It’s a Good Time to be Kind

//It’s a Good Time to be Kind

It’s a Good Time to be Kind

It’s a Good Time to be Kind

While gratitude is a frequent topic of leadership thoughts around this time of year, I just couldn’t ignore what I’ve been observing in the clients I’m coaching, as well as in my own life. While research shows that gratitude makes for a stronger leader, what I hear collectively these days is that it’s also a good time for leaders to be kind…to others and to themselves.

Consistently, coaching sessions during the pandemic start with clients presenting more benign goals like being better organized, but end in conversations about much deeper emotional needs based on the stresses they’re feeling at home and at work. I realize more each day that I’m feeling those stresses too.

As simple and commonsensical as being kind sounds, many leaders are driving on like nothing has changed since before the pandemic began. Others realize everything has changed and let the stress they’re feeling stand in the way of best supporting their teams.

The fact is, being kind is a hallmark of a good leader. For those who need evidentiary research to demonstrate it, it’s out there. Boris Groysberg, Richard P. Chapman Professor of Business Administration at Harvard Business School, highlights amongst his findings that kind bosses improve morale, increase retention, and improve employee attendance.[1]

How do leaders do this? The answers are remarkably simple if practiced and, like much in the world of neuroscience, can be learned. Leaders can take simple steps to be kind like demonstrating focused and present listening, reminding team members that they’re there for them, and telling folks that they know they’re doing the best that they can in trying circumstances. A final reminder for leaders is that just saying, ‘thank you’ can demonstrate kindness in a clear and meaningful way.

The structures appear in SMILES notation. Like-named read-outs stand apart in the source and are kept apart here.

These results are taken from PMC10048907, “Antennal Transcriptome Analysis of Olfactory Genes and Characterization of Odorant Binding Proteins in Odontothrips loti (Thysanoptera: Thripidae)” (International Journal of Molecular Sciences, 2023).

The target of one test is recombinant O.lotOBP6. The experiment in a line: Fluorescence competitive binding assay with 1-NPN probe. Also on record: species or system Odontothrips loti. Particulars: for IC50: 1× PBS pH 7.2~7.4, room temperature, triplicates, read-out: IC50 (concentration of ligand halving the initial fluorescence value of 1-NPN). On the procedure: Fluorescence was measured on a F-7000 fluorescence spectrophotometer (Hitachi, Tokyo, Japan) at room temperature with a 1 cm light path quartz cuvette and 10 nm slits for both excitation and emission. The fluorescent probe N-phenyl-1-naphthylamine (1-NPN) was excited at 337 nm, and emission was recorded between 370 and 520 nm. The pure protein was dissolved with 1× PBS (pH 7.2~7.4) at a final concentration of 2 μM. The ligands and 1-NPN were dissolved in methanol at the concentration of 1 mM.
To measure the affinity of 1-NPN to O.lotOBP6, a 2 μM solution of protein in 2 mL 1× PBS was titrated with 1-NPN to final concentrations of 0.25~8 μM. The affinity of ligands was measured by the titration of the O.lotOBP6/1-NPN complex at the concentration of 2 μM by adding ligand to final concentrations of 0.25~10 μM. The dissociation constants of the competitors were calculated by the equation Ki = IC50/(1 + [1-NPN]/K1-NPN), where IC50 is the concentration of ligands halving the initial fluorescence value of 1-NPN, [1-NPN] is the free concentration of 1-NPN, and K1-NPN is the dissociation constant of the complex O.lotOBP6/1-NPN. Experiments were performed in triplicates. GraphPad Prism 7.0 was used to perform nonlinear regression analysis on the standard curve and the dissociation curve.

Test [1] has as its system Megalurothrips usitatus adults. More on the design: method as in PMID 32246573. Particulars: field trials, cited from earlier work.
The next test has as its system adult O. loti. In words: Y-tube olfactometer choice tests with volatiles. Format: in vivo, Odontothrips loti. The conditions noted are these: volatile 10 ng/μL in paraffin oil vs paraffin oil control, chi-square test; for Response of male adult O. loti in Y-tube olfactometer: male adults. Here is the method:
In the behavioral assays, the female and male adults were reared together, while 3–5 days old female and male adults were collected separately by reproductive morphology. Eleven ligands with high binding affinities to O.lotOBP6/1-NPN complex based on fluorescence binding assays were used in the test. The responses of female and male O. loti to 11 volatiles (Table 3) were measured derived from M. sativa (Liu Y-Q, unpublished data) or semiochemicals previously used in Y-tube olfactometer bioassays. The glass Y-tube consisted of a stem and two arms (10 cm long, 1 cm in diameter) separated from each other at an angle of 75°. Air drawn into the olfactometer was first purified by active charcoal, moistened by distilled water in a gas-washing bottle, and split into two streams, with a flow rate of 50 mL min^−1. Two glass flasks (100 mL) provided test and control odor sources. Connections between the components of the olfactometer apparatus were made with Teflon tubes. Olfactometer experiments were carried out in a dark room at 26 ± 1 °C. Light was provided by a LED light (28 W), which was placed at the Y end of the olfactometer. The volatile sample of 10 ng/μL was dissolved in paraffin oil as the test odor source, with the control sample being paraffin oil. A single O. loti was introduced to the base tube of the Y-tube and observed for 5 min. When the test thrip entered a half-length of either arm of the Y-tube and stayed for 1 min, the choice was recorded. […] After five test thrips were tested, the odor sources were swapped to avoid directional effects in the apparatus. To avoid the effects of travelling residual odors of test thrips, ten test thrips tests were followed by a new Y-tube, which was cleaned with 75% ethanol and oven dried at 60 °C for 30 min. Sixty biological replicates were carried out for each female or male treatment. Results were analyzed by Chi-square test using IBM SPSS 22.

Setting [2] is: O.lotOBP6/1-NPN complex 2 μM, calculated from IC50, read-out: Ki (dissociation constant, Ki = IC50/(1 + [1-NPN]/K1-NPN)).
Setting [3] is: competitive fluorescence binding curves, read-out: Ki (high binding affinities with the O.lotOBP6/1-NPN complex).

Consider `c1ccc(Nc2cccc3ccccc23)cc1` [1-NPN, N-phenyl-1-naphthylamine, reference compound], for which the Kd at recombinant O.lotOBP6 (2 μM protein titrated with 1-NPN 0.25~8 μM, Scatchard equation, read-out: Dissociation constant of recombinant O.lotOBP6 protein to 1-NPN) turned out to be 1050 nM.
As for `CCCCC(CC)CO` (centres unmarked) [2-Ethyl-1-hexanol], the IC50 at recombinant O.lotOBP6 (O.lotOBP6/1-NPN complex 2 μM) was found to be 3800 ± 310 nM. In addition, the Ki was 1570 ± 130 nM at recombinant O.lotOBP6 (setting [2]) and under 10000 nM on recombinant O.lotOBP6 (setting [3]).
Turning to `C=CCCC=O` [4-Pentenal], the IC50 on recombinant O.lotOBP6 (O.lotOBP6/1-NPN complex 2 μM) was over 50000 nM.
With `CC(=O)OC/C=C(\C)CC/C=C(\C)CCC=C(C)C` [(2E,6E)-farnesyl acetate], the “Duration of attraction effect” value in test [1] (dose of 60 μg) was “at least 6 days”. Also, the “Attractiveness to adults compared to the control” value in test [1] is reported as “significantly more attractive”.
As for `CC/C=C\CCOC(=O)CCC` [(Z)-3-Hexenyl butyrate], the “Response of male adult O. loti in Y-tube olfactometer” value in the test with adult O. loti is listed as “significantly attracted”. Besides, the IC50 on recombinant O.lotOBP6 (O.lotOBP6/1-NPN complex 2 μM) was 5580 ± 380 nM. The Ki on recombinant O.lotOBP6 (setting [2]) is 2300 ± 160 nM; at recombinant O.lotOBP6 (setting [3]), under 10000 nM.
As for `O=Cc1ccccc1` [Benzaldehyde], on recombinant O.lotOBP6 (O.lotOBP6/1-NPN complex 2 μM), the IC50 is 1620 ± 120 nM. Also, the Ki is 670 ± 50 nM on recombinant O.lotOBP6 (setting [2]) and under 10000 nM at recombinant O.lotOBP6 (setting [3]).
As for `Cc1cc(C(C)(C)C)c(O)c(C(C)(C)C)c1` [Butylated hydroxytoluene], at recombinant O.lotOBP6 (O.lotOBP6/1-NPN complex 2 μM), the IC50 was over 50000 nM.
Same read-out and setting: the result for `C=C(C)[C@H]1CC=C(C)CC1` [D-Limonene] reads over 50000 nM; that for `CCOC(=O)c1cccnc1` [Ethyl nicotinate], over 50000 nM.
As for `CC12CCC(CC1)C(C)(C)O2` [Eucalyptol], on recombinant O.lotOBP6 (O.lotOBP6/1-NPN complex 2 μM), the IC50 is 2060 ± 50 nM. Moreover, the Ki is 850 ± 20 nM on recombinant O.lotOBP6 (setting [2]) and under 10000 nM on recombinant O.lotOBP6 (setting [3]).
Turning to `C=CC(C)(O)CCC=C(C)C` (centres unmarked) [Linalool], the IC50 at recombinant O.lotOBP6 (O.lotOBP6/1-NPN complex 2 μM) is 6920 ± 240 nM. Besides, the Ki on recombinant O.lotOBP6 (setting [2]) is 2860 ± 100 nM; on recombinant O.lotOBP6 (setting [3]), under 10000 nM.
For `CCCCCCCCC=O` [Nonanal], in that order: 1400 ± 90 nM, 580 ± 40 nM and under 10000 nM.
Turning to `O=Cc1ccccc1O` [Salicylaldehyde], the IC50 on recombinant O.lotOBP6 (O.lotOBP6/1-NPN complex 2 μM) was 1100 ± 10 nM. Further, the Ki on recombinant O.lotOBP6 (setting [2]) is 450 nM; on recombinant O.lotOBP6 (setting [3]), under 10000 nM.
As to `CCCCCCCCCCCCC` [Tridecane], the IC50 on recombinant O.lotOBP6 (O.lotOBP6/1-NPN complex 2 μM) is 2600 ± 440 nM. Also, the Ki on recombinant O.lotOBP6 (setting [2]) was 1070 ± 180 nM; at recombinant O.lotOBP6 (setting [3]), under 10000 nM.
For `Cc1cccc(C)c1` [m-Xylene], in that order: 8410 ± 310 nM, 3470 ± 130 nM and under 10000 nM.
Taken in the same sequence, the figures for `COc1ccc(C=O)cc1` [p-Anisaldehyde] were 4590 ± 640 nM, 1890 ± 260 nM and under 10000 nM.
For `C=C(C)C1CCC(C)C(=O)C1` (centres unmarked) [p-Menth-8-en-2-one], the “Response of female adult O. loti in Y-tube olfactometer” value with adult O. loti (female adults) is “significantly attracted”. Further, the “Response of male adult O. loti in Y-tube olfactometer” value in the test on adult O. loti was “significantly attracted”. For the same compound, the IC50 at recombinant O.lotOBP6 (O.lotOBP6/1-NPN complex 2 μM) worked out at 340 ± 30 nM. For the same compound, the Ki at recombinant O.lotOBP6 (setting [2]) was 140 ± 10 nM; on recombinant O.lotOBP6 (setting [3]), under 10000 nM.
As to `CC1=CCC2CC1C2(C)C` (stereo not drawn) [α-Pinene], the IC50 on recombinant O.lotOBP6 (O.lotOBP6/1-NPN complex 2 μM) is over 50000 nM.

Unsurprisingly, leaders can improve by being kind to themselves as well. Rich Fernandez (CEO) and Steph Stern (Director) at the Search Inside Yourself Leadership Institute identify ‘self-kindness’ as one of the key components of self-compassion, which is fundamental to building enhanced resilience and increasing the ability to lead through adversity.[2]

Leaders can practice self-kindness in many ways. Fernandez’s and Stern’s research on neuroplasticity finds that rewiring the brain through deep breathing and meditation practices can help, as can encouraging inner kindness by writing to ourselves and seeking self-compassion through journaling.

For those who think practicing kindness to self and others is too ‘touchy feely’ or demonstrates weakness, one need only turn to America’s armed forces for evidence of the contrary. As I read Dare to Lead by renowned leadership researcher and author Dr. Brene’ Brown, I was reminded of the love I felt for my own soldiers as a former Army leader as she wrote about special operations warriors relaying the bonds shared amongst their teams, as well as a senior Air Force general’s thoughts about how showing kindness and affection for the people we lead is simply non-negotiable.[3]

The most common and expected thoughts this week are of giving thanks, and we need to do that. This is a Thanksgiving like none other, and we do need to find and embrace the things we’re grateful for.

In addition to that, I hope leaders will feel moved to take what will hopefully be a few days off to contemplate kindness and how demonstrating kindness to others, as well as themselves might build their capacity to lead.

[1] https://hbswk.hbs.edu/item/good-leadership-is-an-act-of-kindness?cid=spmailing-32756309-WK%20Newsletter%2011-11-2020%20(1)-November%2011,%202020

[2] https://hbr.org/2020/11/self-compassion-will-make-you-a-better-leader

[3] Brown, B. 2018. Dare to Lead: Brave Work. Tough Conversations. Whole Hearts. Random House.

By |2020-11-30T14:43:23-05:00November 30th, 2020|Thinking Strategically|Comments Off on It’s a Good Time to be Kind

About the Author:

Colonel (Retired) Mark Cappone is a Senior Executive in Residence- Appalachia at the Voinovich Academy for Excellence in Public Service. He joined the Academy after more than 25 years of government and military service. Mark served as the Assistant Director of the Ohio Department of Veterans Services from 2015-2019, coordinating agency staff functions and partnering with federal, state and community stakeholders as a cabinet-level advocate for Ohio’s nearly 800,000 military veterans. Mark is an Ohio University graduate with a bachelor’s degree in political science from the Honors Tutorial College. He also holds a master’s degree in strategic studies from the U.S. Army War College and a master’s degree in administration from Central Michigan University. Mark’s content was originally published on the OSU Fisher Leadership Initiative’s Lead Read Today blog (https://fisher.osu.edu/blogs/leadreadtoday/)